US congress set to pass $798bn stimulus plan
Washington, February 13, 2009
The US Congress on Friday is expected to pass a $789 billion economic stimulus package that is aimed at unleashing large spending and tax cuts to help dig the economy out of a 14-month recession.
The Democratic-controlled House of Representatives and Senate are expected to approve the emergency package, giving President Barack Obama a political victory but falling short of his goal of broad Republican backing.
The president has urged Congress to pass the stimulus bill before the end of the upcoming holiday weekend so he can sign it into law. Its goal is to create or save 3.5 million jobs in an economy that has seen massive job losses since the recession began in December 2007.
'When they finally pass our plan, I believe it will be a major step forward on our path to economic recovery,' Obama said on Thursday at a plant owned by heavy equipment maker Caterpillar Inc.
Obama said that the company's chief executive told him that he could rehire some of the employees that have been laid off once the stimulus plan was approved.
Most Republicans opposed the stimulus plans Democrats put forward, saying they expanded government spending too much and did not include enough tax cuts that they argued would better boost the ailing economy.
The final package includes $507 billion in spending and money for social programs like the Medicaid health insurance program as well as $282 billion in tax cuts that include small tax incentives to spur home and automobile sales as well as business tax deductions.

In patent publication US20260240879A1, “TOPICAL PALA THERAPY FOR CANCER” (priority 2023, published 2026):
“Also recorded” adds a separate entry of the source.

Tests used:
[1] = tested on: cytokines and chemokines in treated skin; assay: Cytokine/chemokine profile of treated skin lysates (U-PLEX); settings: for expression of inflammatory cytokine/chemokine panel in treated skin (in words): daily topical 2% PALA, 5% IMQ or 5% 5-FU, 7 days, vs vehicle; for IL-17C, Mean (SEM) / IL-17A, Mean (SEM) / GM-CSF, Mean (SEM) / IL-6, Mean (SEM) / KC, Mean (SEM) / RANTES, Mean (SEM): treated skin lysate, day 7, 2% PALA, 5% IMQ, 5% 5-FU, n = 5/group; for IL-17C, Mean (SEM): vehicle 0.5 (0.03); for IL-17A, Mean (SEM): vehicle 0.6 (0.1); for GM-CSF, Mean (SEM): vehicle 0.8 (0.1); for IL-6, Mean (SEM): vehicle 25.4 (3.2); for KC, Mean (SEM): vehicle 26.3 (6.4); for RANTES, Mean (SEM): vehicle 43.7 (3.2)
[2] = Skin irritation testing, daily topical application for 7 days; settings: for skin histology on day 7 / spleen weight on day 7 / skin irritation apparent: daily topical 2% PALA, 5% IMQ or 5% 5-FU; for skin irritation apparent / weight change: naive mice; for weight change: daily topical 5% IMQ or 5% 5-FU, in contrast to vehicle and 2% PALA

'In my view, and in the view of my Republican colleagues, this is not the smart approach,' Senate Minority Leader Mitch McConnell said.
Democrats were able to move ahead with the package because they trimmed it down from as much as $937 billion, which brought them three Republican votes that were needed to overcome procedural hurdles in the Senate.
Senators Susan Collins, Olympia Snowe and Arlen Specter agreed to back the legislation if it was pared down to below $800 billion. To achieve that, one major cut was tens of billions of dollars from grants to help states plug growing budget gaps.
Money for building new schools was also stripped out and congressional negotiators also severely scaled back tax incentives aimed at boosting flagging home and car sales that were deemed too expensive.
Still, the measure includes almost $54 billion to help states with their budget deficits and to modernize schools, $27.5 billion for highway projects, $8.4 billion for public transportation and $9.3 billion for Amtrak and high-speed rail service, among other projects.-Reuters